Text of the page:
HomeCamp 2 went from Wiki to reality on Saturday the 25th – A room full of people from diverse backgrounds sharing ideas on how to automate homes, monitor and reduce energy consumption and do the occasionally whacky thing like using a string of ducks that light up to monitor a virtual worlds.
Rather than trying to write up exhaustive notes, I’ll give some pointers to resources and I will link to the speakers talks as they blog them – please feel free to add links in to the comments. First, a big thank you to the sponsors, the event couldn’t have happened without them, and it just so happens that they are cool companies worth checking out too: CurrentCost, Greenmonk, Pachube , ReactionGrid and Onzo.
HomeCamp2 showed real progress since the last homecamp. I found that really encouraging, as one of the challenges I’ve seen with the way barcamp format events are run is that they end up thrashing over the same issues. The HomeCamp crowd were pushing the boundaries further, and arguments had matured and discussions deepened since the last event.
Martin, of CurrentCost, talked about an exciting little device from the currentcost stable that has a switch sensor and some analogue inputs, which it transmits to the CurrentCost meter. Short translation: The HomeCamp community can get to work using CurrentCost to monitor gas and water consumption. That’s very exciting, well, it is for me. For those on oil rather than gas, it could also be used with an oil tank sensor. As someone once said, if you can’t measure it, you can’t manage it. Well, current cost is giving a way to measure household energy consumption. Still more to do, but progress. I’m enjoying the graphs from CurrentCost at home.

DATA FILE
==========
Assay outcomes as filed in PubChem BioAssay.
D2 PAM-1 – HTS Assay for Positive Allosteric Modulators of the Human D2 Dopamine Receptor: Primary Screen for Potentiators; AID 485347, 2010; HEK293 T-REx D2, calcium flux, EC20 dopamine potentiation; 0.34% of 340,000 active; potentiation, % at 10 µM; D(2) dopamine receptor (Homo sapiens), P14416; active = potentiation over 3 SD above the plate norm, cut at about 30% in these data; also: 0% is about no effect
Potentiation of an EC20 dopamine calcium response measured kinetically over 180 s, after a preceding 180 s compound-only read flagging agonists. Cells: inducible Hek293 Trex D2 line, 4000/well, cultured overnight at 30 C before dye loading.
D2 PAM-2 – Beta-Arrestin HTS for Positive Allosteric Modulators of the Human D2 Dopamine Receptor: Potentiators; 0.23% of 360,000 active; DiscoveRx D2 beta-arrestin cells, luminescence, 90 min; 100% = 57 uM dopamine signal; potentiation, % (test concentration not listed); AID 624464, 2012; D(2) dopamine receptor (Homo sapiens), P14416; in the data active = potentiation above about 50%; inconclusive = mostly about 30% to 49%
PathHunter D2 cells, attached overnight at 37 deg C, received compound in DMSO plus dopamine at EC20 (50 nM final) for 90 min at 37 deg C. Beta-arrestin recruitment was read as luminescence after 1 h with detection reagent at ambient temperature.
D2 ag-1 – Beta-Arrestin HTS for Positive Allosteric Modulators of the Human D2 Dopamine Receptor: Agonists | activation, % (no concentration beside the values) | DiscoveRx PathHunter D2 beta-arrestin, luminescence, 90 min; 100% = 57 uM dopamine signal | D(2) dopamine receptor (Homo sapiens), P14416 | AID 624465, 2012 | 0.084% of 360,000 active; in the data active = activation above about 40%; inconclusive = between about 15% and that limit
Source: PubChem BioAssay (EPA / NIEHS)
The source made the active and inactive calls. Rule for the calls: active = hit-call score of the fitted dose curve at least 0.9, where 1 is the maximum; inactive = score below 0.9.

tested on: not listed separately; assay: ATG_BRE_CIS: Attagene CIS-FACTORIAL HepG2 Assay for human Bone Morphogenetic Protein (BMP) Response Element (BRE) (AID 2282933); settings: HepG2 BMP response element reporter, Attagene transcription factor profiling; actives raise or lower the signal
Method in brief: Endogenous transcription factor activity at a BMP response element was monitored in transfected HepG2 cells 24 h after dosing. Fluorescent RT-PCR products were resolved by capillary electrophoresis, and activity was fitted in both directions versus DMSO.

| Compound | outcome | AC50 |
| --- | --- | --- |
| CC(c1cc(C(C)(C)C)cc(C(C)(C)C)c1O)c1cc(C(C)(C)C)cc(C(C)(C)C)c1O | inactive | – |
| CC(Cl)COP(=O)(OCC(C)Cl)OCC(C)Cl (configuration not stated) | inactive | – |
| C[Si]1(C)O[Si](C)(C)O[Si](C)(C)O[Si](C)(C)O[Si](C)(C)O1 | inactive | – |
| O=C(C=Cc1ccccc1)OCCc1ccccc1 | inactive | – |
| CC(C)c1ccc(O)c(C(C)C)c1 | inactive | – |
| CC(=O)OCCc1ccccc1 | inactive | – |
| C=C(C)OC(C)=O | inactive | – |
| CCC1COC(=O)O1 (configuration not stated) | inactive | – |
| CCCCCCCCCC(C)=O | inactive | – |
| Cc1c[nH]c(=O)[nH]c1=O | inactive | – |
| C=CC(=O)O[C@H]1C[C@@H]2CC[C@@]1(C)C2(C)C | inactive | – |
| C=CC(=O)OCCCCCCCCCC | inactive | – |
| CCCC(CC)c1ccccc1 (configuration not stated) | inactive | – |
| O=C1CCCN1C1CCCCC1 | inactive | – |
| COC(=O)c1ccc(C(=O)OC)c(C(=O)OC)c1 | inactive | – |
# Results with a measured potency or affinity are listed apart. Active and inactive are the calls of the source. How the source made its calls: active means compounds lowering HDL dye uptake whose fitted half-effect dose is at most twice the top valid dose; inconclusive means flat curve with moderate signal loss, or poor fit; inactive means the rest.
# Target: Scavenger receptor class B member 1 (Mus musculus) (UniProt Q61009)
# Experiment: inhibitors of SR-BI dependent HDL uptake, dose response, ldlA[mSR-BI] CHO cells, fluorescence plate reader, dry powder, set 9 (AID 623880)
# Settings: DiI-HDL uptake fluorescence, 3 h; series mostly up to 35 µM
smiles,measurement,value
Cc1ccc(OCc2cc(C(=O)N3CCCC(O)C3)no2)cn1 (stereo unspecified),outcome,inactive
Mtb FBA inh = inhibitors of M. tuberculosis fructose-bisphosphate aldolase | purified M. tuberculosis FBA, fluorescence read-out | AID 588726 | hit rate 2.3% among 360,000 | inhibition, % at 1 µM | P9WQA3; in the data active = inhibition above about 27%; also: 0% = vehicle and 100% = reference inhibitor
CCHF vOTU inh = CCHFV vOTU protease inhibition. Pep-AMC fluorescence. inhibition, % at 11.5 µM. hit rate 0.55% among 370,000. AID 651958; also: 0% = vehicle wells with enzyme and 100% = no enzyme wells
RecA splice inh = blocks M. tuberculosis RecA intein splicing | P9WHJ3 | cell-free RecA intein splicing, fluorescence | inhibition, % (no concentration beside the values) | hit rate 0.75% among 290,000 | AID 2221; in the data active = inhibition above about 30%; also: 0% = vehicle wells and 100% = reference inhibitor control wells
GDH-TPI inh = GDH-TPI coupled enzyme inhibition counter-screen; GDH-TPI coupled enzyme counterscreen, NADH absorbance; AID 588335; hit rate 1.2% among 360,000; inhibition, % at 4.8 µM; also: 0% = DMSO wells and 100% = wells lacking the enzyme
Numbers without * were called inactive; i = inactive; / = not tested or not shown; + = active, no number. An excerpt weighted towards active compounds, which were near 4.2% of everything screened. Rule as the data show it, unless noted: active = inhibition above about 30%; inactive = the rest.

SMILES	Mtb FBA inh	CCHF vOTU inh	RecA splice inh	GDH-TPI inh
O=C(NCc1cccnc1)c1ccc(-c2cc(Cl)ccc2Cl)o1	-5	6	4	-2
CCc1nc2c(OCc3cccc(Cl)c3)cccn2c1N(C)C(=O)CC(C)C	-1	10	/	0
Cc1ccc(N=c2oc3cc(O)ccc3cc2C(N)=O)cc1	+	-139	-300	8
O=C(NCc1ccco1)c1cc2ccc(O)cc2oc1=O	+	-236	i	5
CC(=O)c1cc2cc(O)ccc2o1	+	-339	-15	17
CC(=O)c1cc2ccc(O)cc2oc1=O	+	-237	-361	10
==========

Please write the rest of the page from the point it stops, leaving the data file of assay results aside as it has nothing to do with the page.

There will be new software coming down the pipe, the model is that the main LCD won’t have to be plugged in all the time. It only uses about 7 Watts, so I’m not too concerned about that, but it is a good idea. There are now over half a million Current Cost units in the wild, which is great news!
Joe Baguley, active in the BCS energy monitoring group, talked about his journey in home energy monitoring. He started using the Watson, but didn’t like it. Then he discovered Green Energy Options. It is a pretty comprehensive solution, which puts clamps on every fuse in the consumer unit, meaning that it monitors every loop in the house. It also has remote units that allow remote switch on/off of appliances. There will also be a touch screen as a control point, and the software looked very sophisticated, including profiling energy use patterns. Drop Joe a note and I’m sure he’ll tell you more about the Trio unit.